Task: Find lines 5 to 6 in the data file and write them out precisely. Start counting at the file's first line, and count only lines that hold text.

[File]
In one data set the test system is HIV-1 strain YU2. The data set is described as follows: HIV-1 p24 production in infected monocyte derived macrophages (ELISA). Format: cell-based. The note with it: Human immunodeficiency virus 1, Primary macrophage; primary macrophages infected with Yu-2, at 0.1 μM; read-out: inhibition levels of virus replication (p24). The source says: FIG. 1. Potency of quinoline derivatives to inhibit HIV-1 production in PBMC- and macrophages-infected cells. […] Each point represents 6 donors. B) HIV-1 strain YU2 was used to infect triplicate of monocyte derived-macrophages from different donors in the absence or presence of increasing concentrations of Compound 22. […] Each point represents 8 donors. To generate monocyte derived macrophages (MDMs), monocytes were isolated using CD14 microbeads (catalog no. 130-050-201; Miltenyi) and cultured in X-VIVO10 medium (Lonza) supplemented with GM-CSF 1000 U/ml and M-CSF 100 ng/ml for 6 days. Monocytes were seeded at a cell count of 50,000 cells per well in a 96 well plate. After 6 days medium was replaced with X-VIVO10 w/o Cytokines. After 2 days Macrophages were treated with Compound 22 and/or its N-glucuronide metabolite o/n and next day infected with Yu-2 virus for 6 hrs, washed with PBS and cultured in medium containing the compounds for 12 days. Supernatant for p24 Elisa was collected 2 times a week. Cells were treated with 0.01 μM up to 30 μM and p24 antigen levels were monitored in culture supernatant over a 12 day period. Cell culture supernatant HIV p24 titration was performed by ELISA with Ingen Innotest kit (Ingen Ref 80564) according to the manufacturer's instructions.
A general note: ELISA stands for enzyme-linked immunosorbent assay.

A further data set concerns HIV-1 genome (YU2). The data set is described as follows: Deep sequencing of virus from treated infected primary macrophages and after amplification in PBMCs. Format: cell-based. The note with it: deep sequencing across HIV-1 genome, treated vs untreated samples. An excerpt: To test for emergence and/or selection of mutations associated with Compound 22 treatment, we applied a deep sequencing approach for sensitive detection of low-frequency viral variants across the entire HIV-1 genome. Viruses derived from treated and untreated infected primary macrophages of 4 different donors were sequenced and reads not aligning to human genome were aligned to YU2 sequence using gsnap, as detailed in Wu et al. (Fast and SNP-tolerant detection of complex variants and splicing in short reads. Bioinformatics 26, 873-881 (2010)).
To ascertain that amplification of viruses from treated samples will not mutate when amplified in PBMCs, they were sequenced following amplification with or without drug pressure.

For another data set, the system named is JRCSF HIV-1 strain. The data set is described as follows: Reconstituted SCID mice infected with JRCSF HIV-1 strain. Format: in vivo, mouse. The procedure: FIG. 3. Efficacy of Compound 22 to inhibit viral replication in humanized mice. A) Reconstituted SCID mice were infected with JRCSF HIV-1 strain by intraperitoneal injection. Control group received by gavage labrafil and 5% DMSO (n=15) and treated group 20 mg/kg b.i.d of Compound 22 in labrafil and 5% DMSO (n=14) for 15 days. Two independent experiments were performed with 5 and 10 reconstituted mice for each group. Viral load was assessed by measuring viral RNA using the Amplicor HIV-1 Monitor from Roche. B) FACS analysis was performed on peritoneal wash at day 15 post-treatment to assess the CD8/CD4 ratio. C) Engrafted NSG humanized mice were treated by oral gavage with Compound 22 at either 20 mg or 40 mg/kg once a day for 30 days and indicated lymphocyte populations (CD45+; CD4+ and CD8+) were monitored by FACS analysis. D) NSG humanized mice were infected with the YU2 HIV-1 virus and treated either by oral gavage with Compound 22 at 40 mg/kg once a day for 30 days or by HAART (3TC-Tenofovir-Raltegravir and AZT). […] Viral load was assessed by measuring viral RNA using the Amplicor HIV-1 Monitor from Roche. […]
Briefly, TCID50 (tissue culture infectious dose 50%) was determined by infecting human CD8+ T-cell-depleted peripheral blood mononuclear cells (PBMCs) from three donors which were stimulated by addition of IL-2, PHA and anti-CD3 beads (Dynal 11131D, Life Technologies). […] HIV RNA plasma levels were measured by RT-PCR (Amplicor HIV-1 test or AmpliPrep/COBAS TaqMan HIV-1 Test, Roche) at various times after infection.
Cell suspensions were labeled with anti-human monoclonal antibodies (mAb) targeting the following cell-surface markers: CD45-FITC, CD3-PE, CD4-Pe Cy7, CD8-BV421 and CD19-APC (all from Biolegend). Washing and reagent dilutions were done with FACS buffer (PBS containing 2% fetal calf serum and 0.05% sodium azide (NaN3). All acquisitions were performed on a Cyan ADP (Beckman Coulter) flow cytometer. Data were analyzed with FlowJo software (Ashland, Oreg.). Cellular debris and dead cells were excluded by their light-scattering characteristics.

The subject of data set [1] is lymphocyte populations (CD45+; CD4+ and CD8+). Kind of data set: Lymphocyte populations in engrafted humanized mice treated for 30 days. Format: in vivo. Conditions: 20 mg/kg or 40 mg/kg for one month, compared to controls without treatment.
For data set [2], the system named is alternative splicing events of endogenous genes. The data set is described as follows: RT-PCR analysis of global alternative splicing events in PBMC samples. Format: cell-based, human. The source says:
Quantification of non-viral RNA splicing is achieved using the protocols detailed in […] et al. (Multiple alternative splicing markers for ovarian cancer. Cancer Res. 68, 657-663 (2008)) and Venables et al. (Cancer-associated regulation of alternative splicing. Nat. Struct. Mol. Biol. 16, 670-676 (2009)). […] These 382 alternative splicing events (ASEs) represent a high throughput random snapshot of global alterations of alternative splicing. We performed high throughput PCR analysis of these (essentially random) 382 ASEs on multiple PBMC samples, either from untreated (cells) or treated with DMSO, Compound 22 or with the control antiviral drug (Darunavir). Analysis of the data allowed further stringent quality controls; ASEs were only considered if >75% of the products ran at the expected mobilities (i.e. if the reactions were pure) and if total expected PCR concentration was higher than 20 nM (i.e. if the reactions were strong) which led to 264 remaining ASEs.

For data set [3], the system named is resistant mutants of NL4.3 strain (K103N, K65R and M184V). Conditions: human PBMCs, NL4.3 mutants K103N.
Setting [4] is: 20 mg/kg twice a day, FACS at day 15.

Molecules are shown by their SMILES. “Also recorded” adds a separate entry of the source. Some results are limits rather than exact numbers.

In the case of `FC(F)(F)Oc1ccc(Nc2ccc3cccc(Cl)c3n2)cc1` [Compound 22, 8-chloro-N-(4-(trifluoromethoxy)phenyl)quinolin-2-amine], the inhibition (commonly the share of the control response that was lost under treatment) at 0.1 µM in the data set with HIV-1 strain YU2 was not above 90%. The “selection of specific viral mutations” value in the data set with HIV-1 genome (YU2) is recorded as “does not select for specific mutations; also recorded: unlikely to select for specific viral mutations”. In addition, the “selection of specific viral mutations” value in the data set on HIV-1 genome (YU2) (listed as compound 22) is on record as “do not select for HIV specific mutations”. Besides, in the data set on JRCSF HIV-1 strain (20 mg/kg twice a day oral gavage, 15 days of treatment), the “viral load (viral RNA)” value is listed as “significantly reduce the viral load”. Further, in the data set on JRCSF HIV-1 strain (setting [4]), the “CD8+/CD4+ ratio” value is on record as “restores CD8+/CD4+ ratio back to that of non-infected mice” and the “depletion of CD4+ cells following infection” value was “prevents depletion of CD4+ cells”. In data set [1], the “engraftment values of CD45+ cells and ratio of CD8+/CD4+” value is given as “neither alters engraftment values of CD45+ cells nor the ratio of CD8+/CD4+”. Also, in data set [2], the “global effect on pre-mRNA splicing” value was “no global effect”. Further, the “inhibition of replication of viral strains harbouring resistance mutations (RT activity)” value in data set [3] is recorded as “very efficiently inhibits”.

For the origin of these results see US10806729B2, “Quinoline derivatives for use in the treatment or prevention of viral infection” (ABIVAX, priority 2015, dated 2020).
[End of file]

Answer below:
For another data set, the system named is JRCSF HIV-1 strain. The data set is described as follows: Reconstituted SCID mice infected with JRCSF HIV-1 strain. Format: in vivo, mouse. The procedure: FIG. 3. Efficacy of Compound 22 to inhibit viral replication in humanized mice. A) Reconstituted SCID mice were infected with JRCSF HIV-1 strain by intraperitoneal injection. Control group received by gavage labrafil and 5% DMSO (n=15) and treated group 20 mg/kg b.i.d of Compound 22 in labrafil and 5% DMSO (n=14) for 15 days. Two independent experiments were performed with 5 and 10 reconstituted mice for each group. Viral load was assessed by measuring viral RNA using the Amplicor HIV-1 Monitor from Roche. B) FACS analysis was performed on peritoneal wash at day 15 post-treatment to assess the CD8/CD4 ratio. C) Engrafted NSG humanized mice were treated by oral gavage with Compound 22 at either 20 mg or 40 mg/kg once a day for 30 days and indicated lymphocyte populations (CD45+; CD4+ and CD8+) were monitored by FACS analysis. D) NSG humanized mice were infected with the YU2 HIV-1 virus and treated either by oral gavage with Compound 22 at 40 mg/kg once a day for 30 days or by HAART (3TC-Tenofovir-Raltegravir and AZT). […] Viral load was assessed by measuring viral RNA using the Amplicor HIV-1 Monitor from Roche. […]
Briefly, TCID50 (tissue culture infectious dose 50%) was determined by infecting human CD8+ T-cell-depleted peripheral blood mononuclear cells (PBMCs) from three donors which were stimulated by addition of IL-2, PHA and anti-CD3 beads (Dynal 11131D, Life Technologies). […] HIV RNA plasma levels were measured by RT-PCR (Amplicor HIV-1 test or AmpliPrep/COBAS TaqMan HIV-1 Test, Roche) at various times after infection.